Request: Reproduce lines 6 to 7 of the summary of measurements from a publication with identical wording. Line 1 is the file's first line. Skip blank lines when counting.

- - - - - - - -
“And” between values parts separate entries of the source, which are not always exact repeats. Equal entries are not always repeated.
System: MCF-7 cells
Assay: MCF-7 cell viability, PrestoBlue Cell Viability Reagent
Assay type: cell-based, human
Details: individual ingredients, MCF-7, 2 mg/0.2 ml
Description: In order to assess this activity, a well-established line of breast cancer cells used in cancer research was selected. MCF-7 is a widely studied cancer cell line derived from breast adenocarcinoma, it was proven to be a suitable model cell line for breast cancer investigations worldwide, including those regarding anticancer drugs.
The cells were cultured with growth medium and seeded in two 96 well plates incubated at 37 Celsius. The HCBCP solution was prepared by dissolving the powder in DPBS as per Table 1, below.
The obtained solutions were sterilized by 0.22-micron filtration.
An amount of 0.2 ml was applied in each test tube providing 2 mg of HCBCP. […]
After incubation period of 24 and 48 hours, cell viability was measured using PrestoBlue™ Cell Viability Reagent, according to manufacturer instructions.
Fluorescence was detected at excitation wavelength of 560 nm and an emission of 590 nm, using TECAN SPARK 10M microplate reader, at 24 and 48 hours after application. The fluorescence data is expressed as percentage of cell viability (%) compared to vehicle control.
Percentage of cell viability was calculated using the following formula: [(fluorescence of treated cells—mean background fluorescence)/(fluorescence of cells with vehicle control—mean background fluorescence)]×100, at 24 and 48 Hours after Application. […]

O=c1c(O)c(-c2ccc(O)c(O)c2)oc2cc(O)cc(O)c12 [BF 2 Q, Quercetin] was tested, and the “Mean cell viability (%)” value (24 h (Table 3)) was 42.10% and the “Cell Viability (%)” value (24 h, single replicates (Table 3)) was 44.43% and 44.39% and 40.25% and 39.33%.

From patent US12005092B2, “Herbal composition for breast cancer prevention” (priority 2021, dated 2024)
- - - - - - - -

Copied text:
Description: In order to assess this activity, a well-established line of breast cancer cells used in cancer research was selected. MCF-7 is a widely studied cancer cell line derived from breast adenocarcinoma, it was proven to be a suitable model cell line for breast cancer investigations worldwide, including those regarding anticancer drugs.
The cells were cultured with growth medium and seeded in two 96 well plates incubated at 37 Celsius. The HCBCP solution was prepared by dissolving the powder in DPBS as per Table 1, below.